Flashback: Torture Revisited

Tortured States

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Most of my work is commentary; reactions to current political events, stating my perception of the issue at hand. Unfortunately as an artist, this dates my work very quickly, making it momentarily relevant and then old news a few weeks later. It’s like watching a favorite movie from the Eighties only to find that some of the humor and all of the styles are terribly out of fashion. C’est la vie.

Occasionally, issues from the past rear their ugly heads, allowing for a look back at past work. Such is the case with the recent Senate report on torture by the CIA and the Bush Administration, which was the subject of one of my “Republicans Cereal Boxes” entitled “Tortured States”. While we must remember how out for blood everyone was post 9-11, and with shows like FOX’s “24” desensitizing America to the use of torture to the point of even cheering it on (I was a fan of the show, I must confess), we must not forget that the practice was not only illegal but produced no good intel. And if you look back through the history of torture techniques like waterboarding, they were never meant to produce truth, but to force confessions or conversions of ideology.

So with that little rant, I offer my take on waterboarding circa Spring 2008.

 

What is Graphix4change?

Let’s start with what it is NOT:
• Graphix4change is not a militant organization.
•  It is not a corporate entity, nor is it a non-profit organization. 
•  It is not even a grass-roots web movement.

It is simply the personal of an opinionated graphic designer and design instructor… me. It is my soapbox to rant, my wallboard to post signs on, mywebsite connection to the great experiment called Democracy in America and to a larger extent the experiment of a democratic World Wide Web.

I have never sold advertising on the site, nor is the work funded by anyone other than myself. From time to time I get hired to create works for others (campaign literature, posters, etc.), or even sell images I’ve created privately, but in general I have used the site to post my personal work and made it available worldwide, for free.

Why would I do this? Not because I’m independently wealthy, but as a designer, most of the work I do is for hire for someone else’s message or product, and I wanted a venue to express my own political views that no one seemed to want to pay me for. And since political art only seems to ever find an audience in the art world every four years or so, posting images on-line allows for a 24/7/365 virtual exhibit without needing a physical venue.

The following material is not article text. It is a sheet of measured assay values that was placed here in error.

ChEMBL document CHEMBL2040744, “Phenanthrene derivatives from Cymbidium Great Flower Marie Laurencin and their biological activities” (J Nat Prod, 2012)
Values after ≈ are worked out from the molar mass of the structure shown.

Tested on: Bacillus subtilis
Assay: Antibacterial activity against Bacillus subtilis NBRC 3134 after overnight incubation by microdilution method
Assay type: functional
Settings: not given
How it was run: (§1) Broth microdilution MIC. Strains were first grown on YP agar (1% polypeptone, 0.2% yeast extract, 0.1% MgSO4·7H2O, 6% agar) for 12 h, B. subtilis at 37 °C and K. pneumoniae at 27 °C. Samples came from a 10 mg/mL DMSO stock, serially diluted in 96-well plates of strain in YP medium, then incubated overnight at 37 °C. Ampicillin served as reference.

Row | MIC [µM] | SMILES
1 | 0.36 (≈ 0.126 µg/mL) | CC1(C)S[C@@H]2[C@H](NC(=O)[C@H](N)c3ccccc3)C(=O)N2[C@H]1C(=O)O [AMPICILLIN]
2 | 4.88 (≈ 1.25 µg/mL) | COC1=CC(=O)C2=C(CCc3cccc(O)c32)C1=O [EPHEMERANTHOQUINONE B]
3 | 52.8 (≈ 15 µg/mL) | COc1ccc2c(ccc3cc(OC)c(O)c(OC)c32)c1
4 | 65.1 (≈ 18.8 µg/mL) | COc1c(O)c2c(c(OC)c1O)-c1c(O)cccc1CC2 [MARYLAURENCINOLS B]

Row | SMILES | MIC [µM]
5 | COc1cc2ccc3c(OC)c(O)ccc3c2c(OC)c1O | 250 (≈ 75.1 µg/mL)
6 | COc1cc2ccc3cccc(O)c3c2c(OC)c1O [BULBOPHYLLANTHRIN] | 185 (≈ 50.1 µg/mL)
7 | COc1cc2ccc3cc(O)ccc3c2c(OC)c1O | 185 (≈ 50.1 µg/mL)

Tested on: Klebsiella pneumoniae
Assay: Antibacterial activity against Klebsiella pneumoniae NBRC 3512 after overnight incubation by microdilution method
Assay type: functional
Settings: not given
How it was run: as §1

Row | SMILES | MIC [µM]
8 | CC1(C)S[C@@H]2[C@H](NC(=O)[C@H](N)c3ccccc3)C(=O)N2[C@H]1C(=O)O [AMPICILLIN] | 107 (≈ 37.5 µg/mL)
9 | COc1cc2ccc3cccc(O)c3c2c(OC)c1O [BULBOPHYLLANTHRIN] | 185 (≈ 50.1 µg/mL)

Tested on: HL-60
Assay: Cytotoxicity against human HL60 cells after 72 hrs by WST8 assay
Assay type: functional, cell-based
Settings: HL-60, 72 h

I have the great fortune of having viewers, fans and detractors from countries all over the world, something I never could have achieved through my client work alone or by exhibiting solely in Chelsea.

So if you’ve made it through this far, thank you for taking the time to visit my little self-important site. Feel free to download images, contact me with comments and suggestions. And if you are looking to hire a smart-assed designer for your progressive cause, I’d be happy to be paid for what I do.

Enjoy,
Mike
Creator of www.graphix4change.com

Current

Hobby Lobby

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Here is the first of two new cartoons I had sketched out but haven't had a chance to render until now. When President Obama announced his plan to expand the US presence in Iraq and conduct air strikes not only in Iraq but Syria as well, it went against the Administrations plans from a year ago, not to mention his first campaign. This is the last place Obama wanted to be and I'm sure he never thought he'd be the President to expand military presence in the Middle East. But here we are. My first thoughts when he gave his address was how much it reminded me of Michael Corleone in The Godfather Part 3: trying to finally rid himself of Mafia ties when suddenly the Mob pulls him back into the bloody business. My drawing includes formal Iraqi soldiers, lots of ISIS fighters, and a rag-tag group of Syrian civilian fighters, whom we would allegedly be arming. While looking for photo sources, I was struck by how many pre-teen boys were pictured helping fight, thus the boy with the much too large gun.